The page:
Nazca has been designated a UNESCO World Heritage Site, and even without that seal, it is one of the more impressive places to visit on a cultural trip to Peru.
What if you don’t make it to Nazca ?
Consider this Lascaux-like red sheep slope near Arequipa. Although not quite as elaborate as Nazca, it is live, contemporary and spectacular. Who knows how many other similarly simple, defying landscapes you can see “just like this” on the amazing South American continent
Perched like a nest on a strip of land, Hotel Molino overlooks the Vilcanota valley, and faces massive mounts in three directions.
This privileged location comes at a cost. Being so close to the nature means we need to be very vigilant to what the nature brings, as it won’t forgive our negligence.
During the rainy season, just one day of consecutive rainfall causes the mountain lakes to overflow with water and inundate the land below. Even when it rains less, but the water channel that collects the water from the lakes happens to be blocked, that extra water will again bring down a mass of mud and stones that will destroy slopes, dirt roads and housing infrastructure.
In this particular place, rebuilding the dirt road and infrastructure requires agreement and cooperation of the entire community.
It is difficult to mobilize people for a social cause – they will find excuses to avoid you, and you don’t have leverage over them. It is difficult to mobilize people for a social cause anywhere, and the Valley is not an exception.
It took heavy pressure on local authorities and neighbors to start repair works of the damaged and unusable road. This time, the persistence paid off. Look at this group of men. Well equipped and professionally trained, they came with heavy machinery and spent the entire day working.
With effort and perseverance, good things can happen. Even in a remote Peruvian village.
In 1904-1905, Max Weber published The Protestant Ethic and the Spirit of Capitalism.
Of all of my university years which, with four degrees, sum up to more than a decade, I only remember four concepts. Weber’s views on the value of methodical, everyday work are one of them.
Others have written eloquently about the essence of Weber’s thoughts so I will let them speak. Here is the text adapted from www.sparknotes.com:
Protestantism offers a concept of the worldly “calling,” and gives worldly activity a religious character. One branch of Protestantism, Calvinism, believes in predestination – that God has already determined who is saved and damned. Calvinist looked for clues about whether one was actually saved in their success in worldly activity. Thus, they came to value material success as signs of God’s favor. Other protestant groups had similar attitudes to a lesser degree.
Weber argues that this new attitude broke down the traditional economic system, paving the way for modern capitalism. However, once capitalism emerged, the Protestant values were no longer necessary, and their ethic took on a life of its own. We are now locked into the spirit of capitalism because it is so useful for modern economic activity.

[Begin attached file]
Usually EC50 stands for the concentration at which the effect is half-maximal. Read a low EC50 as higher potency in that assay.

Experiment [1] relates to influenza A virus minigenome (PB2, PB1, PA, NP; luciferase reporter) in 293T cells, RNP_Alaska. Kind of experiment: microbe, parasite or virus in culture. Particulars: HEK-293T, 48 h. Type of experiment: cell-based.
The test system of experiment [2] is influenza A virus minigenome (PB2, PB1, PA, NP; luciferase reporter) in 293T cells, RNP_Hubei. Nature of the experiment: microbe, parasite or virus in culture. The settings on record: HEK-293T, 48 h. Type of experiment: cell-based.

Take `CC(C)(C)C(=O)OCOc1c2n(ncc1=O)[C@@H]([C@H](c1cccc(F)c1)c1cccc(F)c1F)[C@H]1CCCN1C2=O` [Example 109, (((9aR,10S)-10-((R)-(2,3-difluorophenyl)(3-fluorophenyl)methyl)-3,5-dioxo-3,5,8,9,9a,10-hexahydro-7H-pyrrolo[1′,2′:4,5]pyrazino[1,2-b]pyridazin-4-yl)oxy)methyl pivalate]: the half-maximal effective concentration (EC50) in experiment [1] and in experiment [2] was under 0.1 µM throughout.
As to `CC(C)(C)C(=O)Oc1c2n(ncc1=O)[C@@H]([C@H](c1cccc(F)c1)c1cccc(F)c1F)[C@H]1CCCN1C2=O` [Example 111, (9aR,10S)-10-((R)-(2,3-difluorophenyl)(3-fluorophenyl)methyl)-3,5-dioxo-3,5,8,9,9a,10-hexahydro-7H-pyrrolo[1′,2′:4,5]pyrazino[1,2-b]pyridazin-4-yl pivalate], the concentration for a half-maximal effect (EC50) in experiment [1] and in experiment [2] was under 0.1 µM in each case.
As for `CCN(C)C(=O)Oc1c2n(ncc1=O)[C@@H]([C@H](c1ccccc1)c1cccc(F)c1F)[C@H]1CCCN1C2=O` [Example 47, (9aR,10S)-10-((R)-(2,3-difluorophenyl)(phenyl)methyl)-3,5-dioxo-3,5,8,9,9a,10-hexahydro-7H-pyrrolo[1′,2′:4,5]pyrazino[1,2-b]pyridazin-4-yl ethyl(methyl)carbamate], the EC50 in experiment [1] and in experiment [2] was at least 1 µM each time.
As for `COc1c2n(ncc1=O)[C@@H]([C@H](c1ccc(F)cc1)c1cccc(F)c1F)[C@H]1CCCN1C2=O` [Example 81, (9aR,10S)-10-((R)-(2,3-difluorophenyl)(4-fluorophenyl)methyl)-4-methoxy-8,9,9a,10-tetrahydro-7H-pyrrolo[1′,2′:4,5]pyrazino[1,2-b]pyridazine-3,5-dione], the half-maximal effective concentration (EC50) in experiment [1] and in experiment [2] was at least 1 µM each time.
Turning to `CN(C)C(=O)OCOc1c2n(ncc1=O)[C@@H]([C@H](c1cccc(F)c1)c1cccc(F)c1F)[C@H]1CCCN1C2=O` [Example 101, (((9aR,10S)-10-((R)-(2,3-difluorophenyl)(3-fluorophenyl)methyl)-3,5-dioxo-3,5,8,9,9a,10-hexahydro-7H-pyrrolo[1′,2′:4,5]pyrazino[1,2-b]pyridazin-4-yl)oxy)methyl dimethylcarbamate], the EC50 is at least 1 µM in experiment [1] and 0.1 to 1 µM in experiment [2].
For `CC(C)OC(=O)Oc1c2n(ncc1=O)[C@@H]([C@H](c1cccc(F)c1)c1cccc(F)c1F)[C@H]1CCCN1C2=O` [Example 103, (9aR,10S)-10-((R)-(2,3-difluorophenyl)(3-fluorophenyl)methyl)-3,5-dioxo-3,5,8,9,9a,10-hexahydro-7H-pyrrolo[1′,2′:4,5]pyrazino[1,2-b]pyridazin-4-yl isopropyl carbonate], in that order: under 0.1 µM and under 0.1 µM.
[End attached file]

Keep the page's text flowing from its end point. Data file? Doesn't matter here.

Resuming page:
Throughout his book, Weber emphasizes that his account is incomplete. He is not arguing that Protestantism caused the capitalistic spirit, but rather that it was one contributing factor.
The concept of methodical work being a value on it’s own was horribly tweaked by the nazis.
It remains a simple principle which, if followed, could help us live a more balanced and fulfilling life.
Apparently, this saying was invented by an advertising executive, Fred R. Barnard, to promote his agency’s ads. I don’t know if this is factual or not. This is what says the Google search engine, the most accessible source of explanation of anything.
As is customary, that statement was repeated in multiple search results, reinforcing the impression it could actually be correct. Maybe it is ?
Not to make me drift away into my doubts, and not to bore me, the Google search pointed me to an adjacent territory with a more interesting statement. Apparently our brain can process images 60,000 times faster than it can process words. WOW !
But wait, what does that mean ? That if I see an image, I will digest its content in one second versus 60,000 seconds, or a little under 20 hours, it would take me to understand a word ?
That can’t be true. How many of us would actually do the math, though, to see the absurdity of that phrase ? It is catchy, and we like to quickly borrow and use catchy phrases rather than dissect them until the spell breaks.
Beware of catchy statements that are senseless. They are the younger brothers of populism
El venado cola blanca, ciervo cola blanca o venado gris (Odocoileus virginianus) es una especie de mamífero artiodáctilo de la familia de los cérvidos.
Vive en diferentes ecosistemas de América, desde los canadienses, en la región subártica, pasando por los bosques secos de las laderas montañosas de México, las selvas húmedas tropicales de América Central y del Sur, hasta los bosques secos ecuatoriales del norte del Perú y otras áreas boscosas sudamericanas.
Se alimenta de arbustos y hierbas. Es muy perseguido por los cazadores en toda su área de distribución, pero no se considera en riesgo.
En 1993 el Congreso Nacional de la República de Honduras instituyó al venado de cola blanca como símbolo nacional de la fauna de este país. Así mismo, Odocoileus virginianus fue declarado símbolo patrio de la República de Costa Rica en 1995.